Off the coast of Chile the heads of the Royal, Canadian, German and Chilean Navies saluted the fallen of the Great War.
Nearly 1,600 British and Commonwealth sailors who were killed when their ships went down at the Battle of Coronel in 1914 – the Royal Navy’s first major defeat in more than a century.
One hundred years on Type 45 destroyer HMS Dragon and Chilean frigate CNS Almirante Cochrane paused over the wrecks of HMS Good Hope and HMS Monmouth for a service of remembrance.
On board the CNS Almirante Cochrane was the head of the Chilean Navy Almirante Enrique Larrañaga Martin, First Sea Lord Admiral Sir George Zambellas, the Commander of the Canadian Navy, Vice Admiral Mark Norman, and German Flotilla Admiral Karl-Wilhelm Ohlms. Each cast a wreath into the Pacific to remember those who were lost.
Defeat at Coronel in November 1914 at the hands of a German cruiser squadron under Admiral Graf Spee costs the lives of 1,570 Allied sailors, among them the British commander Rear Admiral Christopher Cradock and four Canadian junior officers – the first Canadians killed in the Great War and the first Royal Canadian Navy sailors killed in action.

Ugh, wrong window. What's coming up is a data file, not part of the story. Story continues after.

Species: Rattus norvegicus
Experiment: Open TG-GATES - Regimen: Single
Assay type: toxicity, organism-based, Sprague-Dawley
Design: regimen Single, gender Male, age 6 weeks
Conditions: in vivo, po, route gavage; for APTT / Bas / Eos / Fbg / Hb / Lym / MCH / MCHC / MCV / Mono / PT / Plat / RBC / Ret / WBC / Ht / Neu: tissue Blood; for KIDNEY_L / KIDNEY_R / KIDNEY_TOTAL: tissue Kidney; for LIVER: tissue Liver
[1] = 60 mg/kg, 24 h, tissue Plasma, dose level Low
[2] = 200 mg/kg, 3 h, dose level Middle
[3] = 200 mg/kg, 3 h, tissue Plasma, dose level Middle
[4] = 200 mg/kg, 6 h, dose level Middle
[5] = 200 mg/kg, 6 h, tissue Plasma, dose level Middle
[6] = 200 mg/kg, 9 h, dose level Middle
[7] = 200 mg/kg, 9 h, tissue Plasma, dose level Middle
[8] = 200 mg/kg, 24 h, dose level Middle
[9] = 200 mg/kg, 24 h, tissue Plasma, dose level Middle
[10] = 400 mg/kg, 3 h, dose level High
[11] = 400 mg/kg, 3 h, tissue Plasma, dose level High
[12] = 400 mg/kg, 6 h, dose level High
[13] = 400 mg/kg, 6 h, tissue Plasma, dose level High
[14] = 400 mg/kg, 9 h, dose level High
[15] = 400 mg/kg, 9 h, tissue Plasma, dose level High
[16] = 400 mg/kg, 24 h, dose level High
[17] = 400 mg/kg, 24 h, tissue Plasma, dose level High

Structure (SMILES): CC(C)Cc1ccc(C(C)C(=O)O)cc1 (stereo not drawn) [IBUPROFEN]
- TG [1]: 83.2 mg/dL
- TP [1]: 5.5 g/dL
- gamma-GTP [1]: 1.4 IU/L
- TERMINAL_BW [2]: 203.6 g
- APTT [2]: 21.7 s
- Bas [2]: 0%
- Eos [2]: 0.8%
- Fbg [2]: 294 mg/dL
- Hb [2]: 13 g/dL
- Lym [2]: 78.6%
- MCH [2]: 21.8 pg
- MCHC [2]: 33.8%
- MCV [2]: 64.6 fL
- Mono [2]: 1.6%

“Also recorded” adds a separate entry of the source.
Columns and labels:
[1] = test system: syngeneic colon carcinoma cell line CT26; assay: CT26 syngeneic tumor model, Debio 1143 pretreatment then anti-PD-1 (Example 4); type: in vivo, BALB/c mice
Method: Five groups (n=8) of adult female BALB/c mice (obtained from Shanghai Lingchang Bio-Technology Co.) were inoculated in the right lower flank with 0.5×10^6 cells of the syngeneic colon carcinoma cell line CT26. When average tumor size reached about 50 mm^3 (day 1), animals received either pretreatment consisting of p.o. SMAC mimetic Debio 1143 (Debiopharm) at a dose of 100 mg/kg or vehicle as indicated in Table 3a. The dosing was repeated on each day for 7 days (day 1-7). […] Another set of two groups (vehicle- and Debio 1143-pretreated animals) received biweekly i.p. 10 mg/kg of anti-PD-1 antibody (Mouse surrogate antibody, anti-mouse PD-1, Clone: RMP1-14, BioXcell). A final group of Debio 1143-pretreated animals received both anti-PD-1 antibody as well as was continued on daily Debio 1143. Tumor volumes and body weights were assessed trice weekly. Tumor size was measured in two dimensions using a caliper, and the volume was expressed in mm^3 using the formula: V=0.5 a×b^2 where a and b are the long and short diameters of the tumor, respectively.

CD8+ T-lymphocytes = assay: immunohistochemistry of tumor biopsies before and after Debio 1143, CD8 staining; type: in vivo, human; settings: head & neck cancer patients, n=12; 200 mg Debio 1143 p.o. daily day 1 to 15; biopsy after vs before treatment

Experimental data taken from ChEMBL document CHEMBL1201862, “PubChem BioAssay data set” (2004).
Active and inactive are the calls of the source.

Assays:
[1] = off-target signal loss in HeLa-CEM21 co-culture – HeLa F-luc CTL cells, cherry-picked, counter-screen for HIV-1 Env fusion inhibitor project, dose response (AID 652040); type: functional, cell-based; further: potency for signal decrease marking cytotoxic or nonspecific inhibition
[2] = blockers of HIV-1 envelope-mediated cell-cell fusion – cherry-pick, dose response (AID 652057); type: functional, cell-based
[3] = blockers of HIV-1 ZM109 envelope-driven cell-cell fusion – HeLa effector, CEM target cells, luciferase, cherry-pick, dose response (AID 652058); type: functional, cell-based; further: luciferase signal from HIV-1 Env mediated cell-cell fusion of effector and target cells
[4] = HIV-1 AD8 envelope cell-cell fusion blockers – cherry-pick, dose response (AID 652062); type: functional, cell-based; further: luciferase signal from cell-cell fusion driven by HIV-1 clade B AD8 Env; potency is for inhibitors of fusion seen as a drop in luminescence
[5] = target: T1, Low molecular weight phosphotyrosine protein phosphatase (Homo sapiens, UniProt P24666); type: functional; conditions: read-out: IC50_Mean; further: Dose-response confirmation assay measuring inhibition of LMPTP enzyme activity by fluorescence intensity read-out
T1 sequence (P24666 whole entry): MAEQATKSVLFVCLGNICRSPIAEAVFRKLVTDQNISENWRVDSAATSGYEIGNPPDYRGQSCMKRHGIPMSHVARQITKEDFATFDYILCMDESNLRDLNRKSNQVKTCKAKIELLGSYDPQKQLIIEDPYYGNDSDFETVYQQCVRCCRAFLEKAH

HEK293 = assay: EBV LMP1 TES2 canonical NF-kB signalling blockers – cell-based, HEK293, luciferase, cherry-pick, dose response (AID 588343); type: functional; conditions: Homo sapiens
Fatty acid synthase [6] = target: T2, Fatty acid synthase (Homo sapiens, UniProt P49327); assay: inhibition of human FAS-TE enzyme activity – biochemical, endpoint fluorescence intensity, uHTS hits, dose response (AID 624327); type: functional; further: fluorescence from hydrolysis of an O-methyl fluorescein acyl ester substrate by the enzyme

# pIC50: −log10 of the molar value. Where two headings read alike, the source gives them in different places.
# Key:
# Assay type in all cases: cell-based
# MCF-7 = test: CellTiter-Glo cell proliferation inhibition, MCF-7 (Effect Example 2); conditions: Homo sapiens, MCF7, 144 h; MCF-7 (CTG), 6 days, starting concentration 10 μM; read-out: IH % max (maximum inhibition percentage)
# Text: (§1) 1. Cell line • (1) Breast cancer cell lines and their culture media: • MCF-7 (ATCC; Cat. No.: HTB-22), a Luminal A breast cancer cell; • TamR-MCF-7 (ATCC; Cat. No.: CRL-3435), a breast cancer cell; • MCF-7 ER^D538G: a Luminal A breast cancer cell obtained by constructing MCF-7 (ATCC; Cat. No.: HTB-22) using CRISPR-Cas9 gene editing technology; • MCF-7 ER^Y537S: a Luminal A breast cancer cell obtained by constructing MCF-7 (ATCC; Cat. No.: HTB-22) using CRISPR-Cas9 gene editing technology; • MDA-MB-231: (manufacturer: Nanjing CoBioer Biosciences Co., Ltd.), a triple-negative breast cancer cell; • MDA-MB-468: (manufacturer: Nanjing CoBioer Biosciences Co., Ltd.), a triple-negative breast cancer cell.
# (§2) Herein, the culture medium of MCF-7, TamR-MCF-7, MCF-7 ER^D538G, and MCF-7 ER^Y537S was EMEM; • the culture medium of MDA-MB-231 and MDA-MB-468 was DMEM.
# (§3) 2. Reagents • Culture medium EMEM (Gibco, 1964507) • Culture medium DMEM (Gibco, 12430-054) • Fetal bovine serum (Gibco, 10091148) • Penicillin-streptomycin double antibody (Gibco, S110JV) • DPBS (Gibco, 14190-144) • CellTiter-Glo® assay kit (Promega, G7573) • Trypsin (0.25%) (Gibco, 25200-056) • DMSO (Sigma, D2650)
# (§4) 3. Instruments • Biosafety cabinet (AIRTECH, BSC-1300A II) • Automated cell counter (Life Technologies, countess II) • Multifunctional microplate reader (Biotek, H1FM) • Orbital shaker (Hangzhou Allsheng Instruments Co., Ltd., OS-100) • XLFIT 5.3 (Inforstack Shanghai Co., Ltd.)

As well as the Coronel commemorations, the Portsmouth-based warship spent 3 days in the port of Valparaíso to take part in the Exponaval exhibition – South America’s largest showcase for warships and naval systems – where she was berthed next to another former Royal Navy frigate, CNS Almirante Williams (previously HMS Sheffield).
Admiral Zambellas said:
As our navies modernise, we are exploring new and exciting opportunities in partnership. By sharing ambition, knowledge and technology, we can deepen and strengthen our multinational maritime partnership further still.
Press release, Image: UK Navy/LA(Phot) Rhys O’Leary